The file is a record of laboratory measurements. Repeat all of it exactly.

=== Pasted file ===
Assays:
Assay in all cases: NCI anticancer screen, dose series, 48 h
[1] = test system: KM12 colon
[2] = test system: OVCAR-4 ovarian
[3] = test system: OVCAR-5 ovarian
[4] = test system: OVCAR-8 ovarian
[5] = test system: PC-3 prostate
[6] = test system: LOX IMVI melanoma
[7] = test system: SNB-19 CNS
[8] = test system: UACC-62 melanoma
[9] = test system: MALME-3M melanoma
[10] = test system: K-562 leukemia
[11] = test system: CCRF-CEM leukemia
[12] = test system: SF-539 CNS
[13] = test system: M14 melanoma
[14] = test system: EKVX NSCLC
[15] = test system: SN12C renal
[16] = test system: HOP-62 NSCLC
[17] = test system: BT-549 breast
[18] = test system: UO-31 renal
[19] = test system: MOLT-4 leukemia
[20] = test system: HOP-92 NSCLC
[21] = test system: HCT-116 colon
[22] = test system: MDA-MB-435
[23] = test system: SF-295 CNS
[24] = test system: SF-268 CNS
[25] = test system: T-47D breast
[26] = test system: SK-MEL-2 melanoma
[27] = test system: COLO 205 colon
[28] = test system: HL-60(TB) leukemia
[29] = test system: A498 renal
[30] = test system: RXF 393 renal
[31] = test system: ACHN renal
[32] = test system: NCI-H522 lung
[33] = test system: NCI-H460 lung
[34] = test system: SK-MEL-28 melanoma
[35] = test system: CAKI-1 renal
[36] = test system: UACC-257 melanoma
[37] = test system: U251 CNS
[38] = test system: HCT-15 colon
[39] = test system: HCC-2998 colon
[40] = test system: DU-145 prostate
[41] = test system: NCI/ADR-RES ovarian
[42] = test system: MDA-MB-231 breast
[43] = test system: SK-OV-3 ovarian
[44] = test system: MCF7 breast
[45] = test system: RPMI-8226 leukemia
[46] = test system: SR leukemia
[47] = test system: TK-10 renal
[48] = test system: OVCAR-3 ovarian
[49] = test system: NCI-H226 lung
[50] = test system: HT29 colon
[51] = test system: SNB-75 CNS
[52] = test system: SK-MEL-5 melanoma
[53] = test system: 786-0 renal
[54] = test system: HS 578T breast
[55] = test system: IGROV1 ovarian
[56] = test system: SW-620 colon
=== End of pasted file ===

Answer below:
Assays:
Assay in all cases: NCI anticancer screen, dose series, 48 h
[1] = test system: KM12 colon
[2] = test system: OVCAR-4 ovarian
[3] = test system: OVCAR-5 ovarian
[4] = test system: OVCAR-8 ovarian
[5] = test system: PC-3 prostate
[6] = test system: LOX IMVI melanoma
[7] = test system: SNB-19 CNS
[8] = test system: UACC-62 melanoma
[9] = test system: MALME-3M melanoma
[10] = test system: K-562 leukemia
[11] = test system: CCRF-CEM leukemia
[12] = test system: SF-539 CNS
[13] = test system: M14 melanoma
[14] = test system: EKVX NSCLC
[15] = test system: SN12C renal
[16] = test system: HOP-62 NSCLC
[17] = test system: BT-549 breast
[18] = test system: UO-31 renal
[19] = test system: MOLT-4 leukemia
[20] = test system: HOP-92 NSCLC
[21] = test system: HCT-116 colon
[22] = test system: MDA-MB-435
[23] = test system: SF-295 CNS
[24] = test system: SF-268 CNS
[25] = test system: T-47D breast
[26] = test system: SK-MEL-2 melanoma
[27] = test system: COLO 205 colon
[28] = test system: HL-60(TB) leukemia
[29] = test system: A498 renal
[30] = test system: RXF 393 renal
[31] = test system: ACHN renal
[32] = test system: NCI-H522 lung
[33] = test system: NCI-H460 lung
[34] = test system: SK-MEL-28 melanoma
[35] = test system: CAKI-1 renal
[36] = test system: UACC-257 melanoma
[37] = test system: U251 CNS
[38] = test system: HCT-15 colon
[39] = test system: HCC-2998 colon
[40] = test system: DU-145 prostate
[41] = test system: NCI/ADR-RES ovarian
[42] = test system: MDA-MB-231 breast
[43] = test system: SK-OV-3 ovarian
[44] = test system: MCF7 breast
[45] = test system: RPMI-8226 leukemia
[46] = test system: SR leukemia
[47] = test system: TK-10 renal
[48] = test system: OVCAR-3 ovarian
[49] = test system: NCI-H226 lung
[50] = test system: HT29 colon
[51] = test system: SNB-75 CNS
[52] = test system: SK-MEL-5 melanoma
[53] = test system: 786-0 renal
[54] = test system: HS 578T breast
[55] = test system: IGROV1 ovarian
[56] = test system: SW-620 colon